Drawing Eyes and the Head
There are some methods to construct and draw your character's face. I'm going to break down a method I learned from Andrew Loomis' books. If you would like a more in depth description, please search for his work. Most of Loomis' books are free to download or easily found for purchase.
I've been drawing heads this way for a few years and have adjusted the workflow to fit my personal style.
After explaining how to draw guides for where to place eyes and other facial features, we will look at the traits of the eyeball itself.
Let's start with drawing some guides!
Steps for Constructing the Head
First start by drawing a circle. I did this with the ellipse shape tool. I set the aspect ratio to lock at 1:1. This helps make a perfect circle.
You can also freehand this! It does not need to be perfect or neat at all, just in the general shape of a circle.
I continue to use the ellipse tool throughout this tutorial for clarity.
Now we need decide the direction that our character will be facing. I wanted mine to be looking to the left, and up slightly. I drew an arrow here to help illustrate the point and to remind me.
Once decided, draw a vertical curved line along the surface of your circle. You can draw a full ellipse, if you like, to show the other side of the circle. This helps us to think of the circle as a 3D sphere instead.
For this example, I've just drawn a simple curved line.
This vertical curved line is the guide for the middle of the face.
Now we need to draw a second line horizontally. This curved line, or ellipse, will be a guide for our character's brow line.
You can see that I started to draw the ellipses for both curved lines. I am checking that my curves can "fit around" the sphere.
Now we draw another ellipse on the side of the sphere. Humans do not have perfectly round heads so we will use this ellipse as a guide for where to "flatten" or cut off the round sides of the sphere.
Draw an ellipse for the reverse side. Here we are seeing through the head a bit, but it will make it easier to draw the shape correctly.
For the right side, extend the horizontal line across the ellipse to to the other side, following the angle of the head. Draw a vertical line through it, creating a plus + shape.
Erase the edges of the sphere to finish flattening the head. You can also erase the ellipse you drew on the unseen side of the face.
Find the point where the horizontal and vertical curves intersect. Draw a straight line down from this point. This will be the length of your character's head.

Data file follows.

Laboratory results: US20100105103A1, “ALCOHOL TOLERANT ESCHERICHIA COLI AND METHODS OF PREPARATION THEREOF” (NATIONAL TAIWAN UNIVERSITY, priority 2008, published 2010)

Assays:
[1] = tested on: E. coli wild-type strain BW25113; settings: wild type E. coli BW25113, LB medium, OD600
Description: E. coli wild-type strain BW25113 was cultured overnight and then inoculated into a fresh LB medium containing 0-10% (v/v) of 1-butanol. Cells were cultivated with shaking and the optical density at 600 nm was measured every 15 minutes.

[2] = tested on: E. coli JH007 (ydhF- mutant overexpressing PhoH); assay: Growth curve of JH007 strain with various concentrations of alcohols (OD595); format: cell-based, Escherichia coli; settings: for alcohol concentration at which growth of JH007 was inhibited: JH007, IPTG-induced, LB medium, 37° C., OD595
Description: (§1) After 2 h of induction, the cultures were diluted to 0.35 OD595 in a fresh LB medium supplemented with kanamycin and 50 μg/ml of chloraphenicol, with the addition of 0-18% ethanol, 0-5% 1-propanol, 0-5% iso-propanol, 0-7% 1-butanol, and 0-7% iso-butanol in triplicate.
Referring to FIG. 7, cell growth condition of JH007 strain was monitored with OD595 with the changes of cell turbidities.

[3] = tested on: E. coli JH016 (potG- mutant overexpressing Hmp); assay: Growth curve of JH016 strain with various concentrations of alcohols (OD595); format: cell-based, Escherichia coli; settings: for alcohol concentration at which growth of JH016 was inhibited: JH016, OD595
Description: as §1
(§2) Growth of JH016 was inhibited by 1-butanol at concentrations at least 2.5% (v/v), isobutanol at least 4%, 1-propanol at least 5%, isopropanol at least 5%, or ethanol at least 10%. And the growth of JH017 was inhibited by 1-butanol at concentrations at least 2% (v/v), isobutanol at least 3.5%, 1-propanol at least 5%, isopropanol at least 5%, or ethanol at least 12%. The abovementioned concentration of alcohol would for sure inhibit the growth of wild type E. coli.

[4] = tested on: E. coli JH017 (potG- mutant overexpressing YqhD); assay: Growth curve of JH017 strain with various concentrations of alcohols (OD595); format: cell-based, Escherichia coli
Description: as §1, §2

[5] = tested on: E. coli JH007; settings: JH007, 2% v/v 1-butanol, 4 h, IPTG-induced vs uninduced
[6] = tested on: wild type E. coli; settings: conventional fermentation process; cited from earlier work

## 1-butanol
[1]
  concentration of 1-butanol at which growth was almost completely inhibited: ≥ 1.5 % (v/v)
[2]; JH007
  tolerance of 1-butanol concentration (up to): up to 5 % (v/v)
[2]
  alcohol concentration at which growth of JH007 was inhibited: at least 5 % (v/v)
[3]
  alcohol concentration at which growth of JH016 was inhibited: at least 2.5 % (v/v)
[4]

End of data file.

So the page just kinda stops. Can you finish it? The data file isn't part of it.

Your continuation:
To find where the nose goes, mark the middle point between the chin and the brow line.
Since I had the chin marked, I drew a curve from the side of the sphere down to it to create a jaw line.
Continue the jawline up from the middle of the chin to the bottom of the flat side of the head.
You can make the jaw line rigid for a more masculine character, or softer for a more feminine character.
On the flat side of the head, find the bottom piece of the pie that is facing toward the back of the head. This is where we place the ear. I drew a simple C curve for now.
If drawn correctly the top of the ear should line up with the brow line.
Mark the middle point between the nose and the chin to create a guide for the mouth.
Draw an additional horizontal curve between the brow and the nose. This will be the guide for where to draw the eyes.
This step is less necessary, but I like to include it in more realistic or semi-realistic characters. Draw two diagonal lines, one coming up from the chin toward the ear, and a second coming down from the brow to the same point along the eye line.
These guides help mark the edge of the eye socket, and the cheek bones.
These are all the construction lines I typically draw.
From here it's time to clean it up and draw the character!
Using the Construction Sketch to Draw Your Character
I feel like these next steps are fairly self explanatory, but they may be useful. I'll do my best to outline the steps taken!
I work over the construction sketch on a new layer.
Using the existing guides, I draw out eyebrows. The guide I made for the nose marks the bottom of the nose. From this line I draw a triangle out and up to the eye line. It's important to remember the way the character is facing at this stage. Because of the upturned gaze, we can see the bottom of my character's nose.
I also define the ears and the lips.
My character is not smiling widely so we won't see his mouth extend beyond the cheekbone guide.
As I work I switch between white and the original dark brown I used to do the under sketch. I use white to cover up parts of the guide I no longer use, a lot like an erasure that is not permanent.
I continue to define the face, roughly marking the inside edge of the eye socket. I adjust the side of the face, defining the curves, and keeping in mind the shape of the human skull. I decided my character would be fairly masculine and sharpened some of his features, giving him a dimple chin, and more defined cheekbones.
He also got a neck here!
It's good to keep in mind that the original guides are there to help us, but not to constrain our creativity. If you feel your character design would be better pushing the limits of the construction sketch, then go for it! Exaggeration is fun.